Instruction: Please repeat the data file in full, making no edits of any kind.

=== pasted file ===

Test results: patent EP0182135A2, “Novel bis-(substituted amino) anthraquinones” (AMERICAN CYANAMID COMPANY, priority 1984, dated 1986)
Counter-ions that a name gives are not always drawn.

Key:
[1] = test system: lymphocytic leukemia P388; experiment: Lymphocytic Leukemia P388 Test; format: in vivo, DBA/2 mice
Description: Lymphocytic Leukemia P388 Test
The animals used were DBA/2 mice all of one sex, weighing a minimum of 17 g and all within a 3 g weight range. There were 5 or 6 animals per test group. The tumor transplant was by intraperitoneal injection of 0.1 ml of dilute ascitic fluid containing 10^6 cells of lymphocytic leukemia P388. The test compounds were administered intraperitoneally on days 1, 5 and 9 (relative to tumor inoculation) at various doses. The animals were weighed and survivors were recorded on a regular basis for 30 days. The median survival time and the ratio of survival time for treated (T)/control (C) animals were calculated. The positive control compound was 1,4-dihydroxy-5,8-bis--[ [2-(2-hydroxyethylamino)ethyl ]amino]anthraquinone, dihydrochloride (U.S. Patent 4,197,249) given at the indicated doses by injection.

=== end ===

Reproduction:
Test results: patent EP0182135A2, “Novel bis-(substituted amino) anthraquinones” (AMERICAN CYANAMID COMPANY, priority 1984, dated 1986)
Counter-ions that a name gives are not always drawn.

Key:
[1] = test system: lymphocytic leukemia P388; experiment: Lymphocytic Leukemia P388 Test; format: in vivo, DBA/2 mice
Description: Lymphocytic Leukemia P388 Test
The animals used were DBA/2 mice all of one sex, weighing a minimum of 17 g and all within a 3 g weight range. There were 5 or 6 animals per test group. The tumor transplant was by intraperitoneal injection of 0.1 ml of dilute ascitic fluid containing 10^6 cells of lymphocytic leukemia P388. The test compounds were administered intraperitoneally on days 1, 5 and 9 (relative to tumor inoculation) at various doses. The animals were weighed and survivors were recorded on a regular basis for 30 days. The median survival time and the ratio of survival time for treated (T)/control (C) animals were calculated. The positive control compound was 1,4-dihydroxy-5,8-bis--[ [2-(2-hydroxyethylamino)ethyl ]amino]anthraquinone, dihydrochloride (U.S. Patent 4,197,249) given at the indicated doses by injection.